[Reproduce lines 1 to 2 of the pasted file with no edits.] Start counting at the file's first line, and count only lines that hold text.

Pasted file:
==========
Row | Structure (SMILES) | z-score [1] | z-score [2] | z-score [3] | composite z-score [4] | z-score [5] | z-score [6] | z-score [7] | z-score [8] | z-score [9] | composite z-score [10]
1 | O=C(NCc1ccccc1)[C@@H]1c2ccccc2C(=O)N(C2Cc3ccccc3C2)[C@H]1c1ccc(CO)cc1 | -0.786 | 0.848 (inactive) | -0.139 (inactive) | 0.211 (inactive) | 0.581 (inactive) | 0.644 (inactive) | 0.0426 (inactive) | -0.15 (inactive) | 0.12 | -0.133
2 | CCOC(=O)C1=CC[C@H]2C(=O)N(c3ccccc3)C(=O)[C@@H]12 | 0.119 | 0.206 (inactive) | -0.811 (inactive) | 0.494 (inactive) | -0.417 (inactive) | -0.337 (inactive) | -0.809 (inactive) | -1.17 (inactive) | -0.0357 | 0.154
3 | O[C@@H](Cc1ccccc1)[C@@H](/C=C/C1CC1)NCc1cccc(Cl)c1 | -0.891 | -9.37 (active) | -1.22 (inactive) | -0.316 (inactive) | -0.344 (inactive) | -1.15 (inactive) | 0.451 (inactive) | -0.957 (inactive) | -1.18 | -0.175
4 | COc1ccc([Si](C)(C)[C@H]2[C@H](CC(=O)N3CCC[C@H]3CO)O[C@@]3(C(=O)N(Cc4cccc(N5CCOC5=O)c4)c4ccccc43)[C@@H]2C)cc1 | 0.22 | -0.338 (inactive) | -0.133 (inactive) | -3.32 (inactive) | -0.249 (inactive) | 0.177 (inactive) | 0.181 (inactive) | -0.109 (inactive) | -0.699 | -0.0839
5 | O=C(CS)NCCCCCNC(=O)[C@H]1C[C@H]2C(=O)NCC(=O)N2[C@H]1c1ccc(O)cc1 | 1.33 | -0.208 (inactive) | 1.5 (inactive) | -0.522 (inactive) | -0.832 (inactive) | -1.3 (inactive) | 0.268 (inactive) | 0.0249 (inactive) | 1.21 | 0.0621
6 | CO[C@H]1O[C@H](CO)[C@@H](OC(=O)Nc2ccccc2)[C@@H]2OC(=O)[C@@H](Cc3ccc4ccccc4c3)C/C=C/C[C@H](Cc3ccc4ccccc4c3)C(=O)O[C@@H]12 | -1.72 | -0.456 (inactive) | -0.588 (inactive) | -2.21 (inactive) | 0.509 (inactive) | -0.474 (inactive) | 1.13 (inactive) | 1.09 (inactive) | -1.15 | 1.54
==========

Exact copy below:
Row | Structure (SMILES) | z-score [1] | z-score [2] | z-score [3] | composite z-score [4] | z-score [5] | z-score [6] | z-score [7] | z-score [8] | z-score [9] | composite z-score [10]
1 | O=C(NCc1ccccc1)[C@@H]1c2ccccc2C(=O)N(C2Cc3ccccc3C2)[C@H]1c1ccc(CO)cc1 | -0.786 | 0.848 (inactive) | -0.139 (inactive) | 0.211 (inactive) | 0.581 (inactive) | 0.644 (inactive) | 0.0426 (inactive) | -0.15 (inactive) | 0.12 | -0.133